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How the supply chain risk profile is changing

by James Gherardi on 05 Sep 2018
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There has been and continues to be an increasing perception of risk in the supply chain. In research by BIE, 68% of respondents said their supply chain risk profile had increased over the last three years, and 77% envisage their supply chain risk profile continuing to increase over the next three years.

Yet the biggest challenges that the supply chain has been focusing on are the same big challenges that the business has been focusing on, which is getting involved in the day-to-day activities of looking at customer expectations. The supply chain is not addressing any of the real risks that you would expect to see in an organisation.

But what should the supply chain be focusing on? In a recent post, I talked about the talent shortage risk. In this post, I take a look at how macroeconomics, the changing retail environment and advances in technology are presenting challenges - and opportunities - for organisations.

Macroeconomics

Geopolitical instability is currently a hot topic for the supply chain. Brexit means potential trade barriers with some of our biggest markets. The reality is that a lot of organisations trade with the EU. Will they go through the time, effort and investment of trying to trade with Australia or Asia? Is it even possible to make up the market loss from Europe with rest of world trading?

On the other side of the pond, Donald Trump is taking a very protective stance towards managing the US economy. Effectively, the US is now going into trade wars with the EU, with China, and with Canada. With so much going on, how do we identify and mitigate the risks associated with these things?

If you look at this year alone, in the space of eight months we’ve seen a shift from an outward-looking to a very inward-looking US. That’s a rapid political shift, and supply chains aren’t agile enough to match that. The current reality is that if a business is outsourcing its manufacturing to a company in China and they placed an order in February this year, that product would still now, at the start of September, be being shipped to a European distribution centre. And within that eight month lead time the geopolitical situation has changed radically. So how can organisations predict what’s going to happen in 12 months?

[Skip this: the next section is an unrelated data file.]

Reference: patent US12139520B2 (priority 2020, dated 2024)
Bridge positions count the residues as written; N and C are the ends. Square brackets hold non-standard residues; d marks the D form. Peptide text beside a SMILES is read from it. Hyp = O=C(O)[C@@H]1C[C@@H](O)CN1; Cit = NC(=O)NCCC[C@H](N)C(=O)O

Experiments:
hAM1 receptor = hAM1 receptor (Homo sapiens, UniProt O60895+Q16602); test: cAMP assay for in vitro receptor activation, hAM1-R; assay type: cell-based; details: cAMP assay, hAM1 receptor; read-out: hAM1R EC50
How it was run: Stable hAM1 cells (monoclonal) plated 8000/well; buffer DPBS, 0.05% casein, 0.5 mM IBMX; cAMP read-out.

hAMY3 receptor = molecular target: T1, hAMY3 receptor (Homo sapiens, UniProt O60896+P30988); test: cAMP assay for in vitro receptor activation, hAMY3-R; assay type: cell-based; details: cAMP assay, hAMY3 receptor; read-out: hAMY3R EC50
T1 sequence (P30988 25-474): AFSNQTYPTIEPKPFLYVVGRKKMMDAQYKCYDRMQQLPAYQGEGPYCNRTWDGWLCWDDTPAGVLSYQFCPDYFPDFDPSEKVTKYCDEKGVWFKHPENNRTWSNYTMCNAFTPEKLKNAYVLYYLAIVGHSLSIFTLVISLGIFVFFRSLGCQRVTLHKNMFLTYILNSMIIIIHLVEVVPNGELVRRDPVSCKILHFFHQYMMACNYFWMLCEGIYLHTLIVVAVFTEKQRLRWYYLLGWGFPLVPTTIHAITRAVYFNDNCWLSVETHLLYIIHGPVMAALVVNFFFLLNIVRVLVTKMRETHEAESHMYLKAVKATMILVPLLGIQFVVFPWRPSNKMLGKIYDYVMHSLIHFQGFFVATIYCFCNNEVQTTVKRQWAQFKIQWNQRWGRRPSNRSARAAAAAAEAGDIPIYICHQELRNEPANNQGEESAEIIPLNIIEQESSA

The changing retail environment

Consumer buying behaviours have evolved hugely over the last ten years and will continue to do so over the years to come. We are living in an on-demand economy, and the risk to organisations is if they fail to appreciate the new dynamic and continue to structure business models in an analogue way.

Businesses need to be themselves, be flexible, and they need to be willing to embrace change to meet the developing demands of the customer. We’re already seeing a big shift away from bricks and mortar towards online platforms that take customers on a journey.

Technology

The rise of an ‘on-demand’ economy means organisations need to welcome the benefits that new technologies can bring. The risk is that things like the industrial revolution 4.0 and AI will be seen as inhibitors when instead they need to be seen as enablers of greater responsiveness.

The technology landscape is changing rapidly. The reality is that supply chains are going to change fundamentally as technologies like 3D printing become more prevalent. There could very well be a time when every household has a 3D printer and can print their own consumables. These changes will demand shorter, more responsive supply chains with significantly more agility. The historically big and expensive projects such as large ERP implementations may become a relic of the past. Organisations need to ask themselves, are they ready to grab hold of these opportunities?

 

The risk profile is changing - and it’s an ever-dynamic thing. Organisations need increased flexibility within the supply chain so they can react to different dynamics. We need to see more agility so that organisations can keep pace.

One of the only ways of doing that is by shortening the supply chain. This is likely to bring some reshoring of manufacturing into low-cost EU countries, and this will be a positive thing. However, the UK must decide what they hope to get out of Brexit and be as open a trading partner with the rest of the world as possible.

In our Supply Chain Risk Survey 2018 we explored the biggest challenges for the supply chain function, how organisations are dealing with current risk factors, and how much of a role transformation is playing within the function. To download your copy of the report, click the link below.

Supply Chain Risk Survey Report 2018

 

Topics: Supply chain

James Gherardi

Written by James Gherardi